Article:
Veteran tech journalist and Re/code editor Walt Mossberg has today shared his thoughts on Aaron Sorkin’s new Steve Jobs biopic, saying that the writer has shown the greatest technology innovator in a very bad light. “Unlike Mr. Sorkin, I did know the real Steve Jobs for about 14 years”, he says, adding that those were the most productive and successful 14 years of his career running Apple.
Here’s what Mossberg writes:
As a result, for the multitudes of people who didn’t know the real Steve Jobs, Mr. Sorkin’s film, which opens nationally Friday, will seem like a factual, holistic portrait of a great man, despite the screenwriter’s continuing protests that it’s no such thing and wasn’t meant to be a “biopic.”
I spent scores of hours in private conversations with him over those years, and interviewed him numerous times onstage at a tech conference I co-produced. And the Steve Jobs portrayed in Sorkin’s film isn’t the man I knew.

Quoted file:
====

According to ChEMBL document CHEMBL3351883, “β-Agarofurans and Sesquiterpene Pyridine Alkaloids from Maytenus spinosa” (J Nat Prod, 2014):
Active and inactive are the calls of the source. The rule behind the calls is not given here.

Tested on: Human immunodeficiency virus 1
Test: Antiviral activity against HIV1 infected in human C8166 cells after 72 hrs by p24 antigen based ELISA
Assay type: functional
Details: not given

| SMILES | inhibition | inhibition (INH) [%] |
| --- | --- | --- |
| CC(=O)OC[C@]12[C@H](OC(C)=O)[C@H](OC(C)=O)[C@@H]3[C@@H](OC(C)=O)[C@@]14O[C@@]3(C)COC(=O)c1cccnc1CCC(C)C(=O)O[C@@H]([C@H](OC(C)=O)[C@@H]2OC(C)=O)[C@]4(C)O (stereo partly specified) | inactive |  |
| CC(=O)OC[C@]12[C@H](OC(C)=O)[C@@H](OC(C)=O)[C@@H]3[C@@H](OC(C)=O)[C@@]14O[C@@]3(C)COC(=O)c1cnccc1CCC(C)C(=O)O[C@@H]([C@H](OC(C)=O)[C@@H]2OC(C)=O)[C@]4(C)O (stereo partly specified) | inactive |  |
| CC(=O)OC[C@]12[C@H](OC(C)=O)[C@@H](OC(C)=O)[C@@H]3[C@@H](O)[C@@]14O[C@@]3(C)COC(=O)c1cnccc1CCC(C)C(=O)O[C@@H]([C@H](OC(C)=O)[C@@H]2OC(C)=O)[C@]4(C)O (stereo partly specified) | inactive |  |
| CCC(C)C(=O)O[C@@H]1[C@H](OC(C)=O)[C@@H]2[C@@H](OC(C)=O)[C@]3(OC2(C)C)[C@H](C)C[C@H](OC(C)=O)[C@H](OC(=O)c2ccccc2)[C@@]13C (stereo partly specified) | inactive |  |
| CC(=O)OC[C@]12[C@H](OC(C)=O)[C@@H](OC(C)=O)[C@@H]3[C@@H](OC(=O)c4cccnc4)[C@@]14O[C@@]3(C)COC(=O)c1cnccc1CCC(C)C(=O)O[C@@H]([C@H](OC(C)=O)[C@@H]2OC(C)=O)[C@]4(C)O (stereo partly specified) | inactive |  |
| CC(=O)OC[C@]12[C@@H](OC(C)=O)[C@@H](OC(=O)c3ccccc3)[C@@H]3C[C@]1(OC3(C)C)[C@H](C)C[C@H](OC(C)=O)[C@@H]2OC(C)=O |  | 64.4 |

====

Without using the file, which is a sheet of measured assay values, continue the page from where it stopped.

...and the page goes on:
Mossberg says that Sorkin chose to exaggerate some of the worst aspects of Jobs’s character, and to focus on a period of his career when he was young and immature. The movie emphasises on “the most shameful episode in Jobs’s personal life”, the period when he denied paternity of an out-of-wedlock daughter.
“It would be as if you made a movie called “JFK” almost entirely focused on Kennedy’s womanizing and political rivalries, and said nothing about civil rights and the Cuban Missile Crisis”.
He further notes that nobody basing their knowledge of Steve Jobs on this film would know that he had a happy marriage, that he loved his children, and that he led the creation of the iPhone. You can read his lengthy writeup about the movie at this link.